Pink Triangle Park + Memorial is the first permanent, free-standing memorial in the United States to the LGBT experience during this chapter of history. It was built by the Castro/Eureka Valley Neighborhood Association (EVNA), the neighborhood association for the Castro, Upper Market and Duboce Triangle areas. The Park continues to evolve with the hard work of residents and businesses in the area, and with the generous support from the Mayor’s Neighborhood Beautification Fund, the Department of Public Works and the San Francisco Arts Commission.
The fifteen granite pylons rise in remembrance of the estimated fifteen thousand gay, lesbian, bisexual and transgender victims who were persecuted, imprisoned and murdered during and after the reign of Adolf Hitler’s Nazi Germany.
Throughout history, there are times when prejudice overwhelms all reason and humanity. Such was the case under the Nazis. But even after the Nazis’ defeat, the discrimination against the LGBT community continued, using Paragraph 175 of the penal code. Briefly freed from concentration camps by Allied troops, those prisoners wearing the pink triangle were returned to finish their sentences. Those who survived two imprisonments emerged as second-class citizens, even under democratically elected governments.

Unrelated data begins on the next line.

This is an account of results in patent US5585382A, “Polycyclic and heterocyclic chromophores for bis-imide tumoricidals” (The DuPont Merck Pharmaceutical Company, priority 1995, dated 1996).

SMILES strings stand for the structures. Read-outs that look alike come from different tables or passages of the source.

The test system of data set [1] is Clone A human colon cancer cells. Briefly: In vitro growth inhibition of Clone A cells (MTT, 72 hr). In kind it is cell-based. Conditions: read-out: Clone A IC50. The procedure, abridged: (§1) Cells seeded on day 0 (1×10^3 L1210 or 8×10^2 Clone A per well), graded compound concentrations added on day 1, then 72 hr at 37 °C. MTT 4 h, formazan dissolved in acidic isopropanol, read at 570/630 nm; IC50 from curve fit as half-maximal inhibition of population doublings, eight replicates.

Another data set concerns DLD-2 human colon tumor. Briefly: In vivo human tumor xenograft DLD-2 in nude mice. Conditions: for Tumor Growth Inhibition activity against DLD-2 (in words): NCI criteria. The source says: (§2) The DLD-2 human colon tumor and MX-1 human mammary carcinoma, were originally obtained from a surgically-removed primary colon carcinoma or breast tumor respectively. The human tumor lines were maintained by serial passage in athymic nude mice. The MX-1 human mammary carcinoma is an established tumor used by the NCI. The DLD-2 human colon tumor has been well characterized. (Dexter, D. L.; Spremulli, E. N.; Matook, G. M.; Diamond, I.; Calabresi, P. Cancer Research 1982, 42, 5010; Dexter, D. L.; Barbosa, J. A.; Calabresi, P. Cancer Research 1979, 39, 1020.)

Pink Triangle Park + Memorial is a place of remembrance, reflection and education — a physical reminder of how persecution of any individual or single group of people inevitably damages all humanity. Please pause for a moment to reflect upon the moral and spiritual aspects of that time and to embrace the individual responsibilities all people share as citizens of a democracy.